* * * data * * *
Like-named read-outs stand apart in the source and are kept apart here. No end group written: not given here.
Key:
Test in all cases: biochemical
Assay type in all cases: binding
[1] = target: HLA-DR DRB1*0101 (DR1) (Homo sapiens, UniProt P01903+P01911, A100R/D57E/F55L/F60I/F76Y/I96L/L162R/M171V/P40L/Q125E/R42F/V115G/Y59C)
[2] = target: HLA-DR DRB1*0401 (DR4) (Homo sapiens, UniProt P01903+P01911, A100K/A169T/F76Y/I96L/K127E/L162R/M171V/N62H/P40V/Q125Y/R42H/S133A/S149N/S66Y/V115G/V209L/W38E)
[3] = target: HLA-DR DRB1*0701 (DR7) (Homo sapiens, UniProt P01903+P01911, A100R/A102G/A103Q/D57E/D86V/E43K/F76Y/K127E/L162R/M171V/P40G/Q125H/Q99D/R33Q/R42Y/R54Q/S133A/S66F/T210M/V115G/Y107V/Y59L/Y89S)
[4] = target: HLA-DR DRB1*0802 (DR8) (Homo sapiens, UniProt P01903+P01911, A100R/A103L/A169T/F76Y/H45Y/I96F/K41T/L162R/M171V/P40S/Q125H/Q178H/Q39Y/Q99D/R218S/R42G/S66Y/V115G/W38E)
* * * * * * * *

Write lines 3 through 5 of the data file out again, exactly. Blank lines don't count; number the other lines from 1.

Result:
Test in all cases: biochemical
Assay type in all cases: binding
[1] = target: HLA-DR DRB1*0101 (DR1) (Homo sapiens, UniProt P01903+P01911, A100R/D57E/F55L/F60I/F76Y/I96L/L162R/M171V/P40L/Q125E/R42F/V115G/Y59C)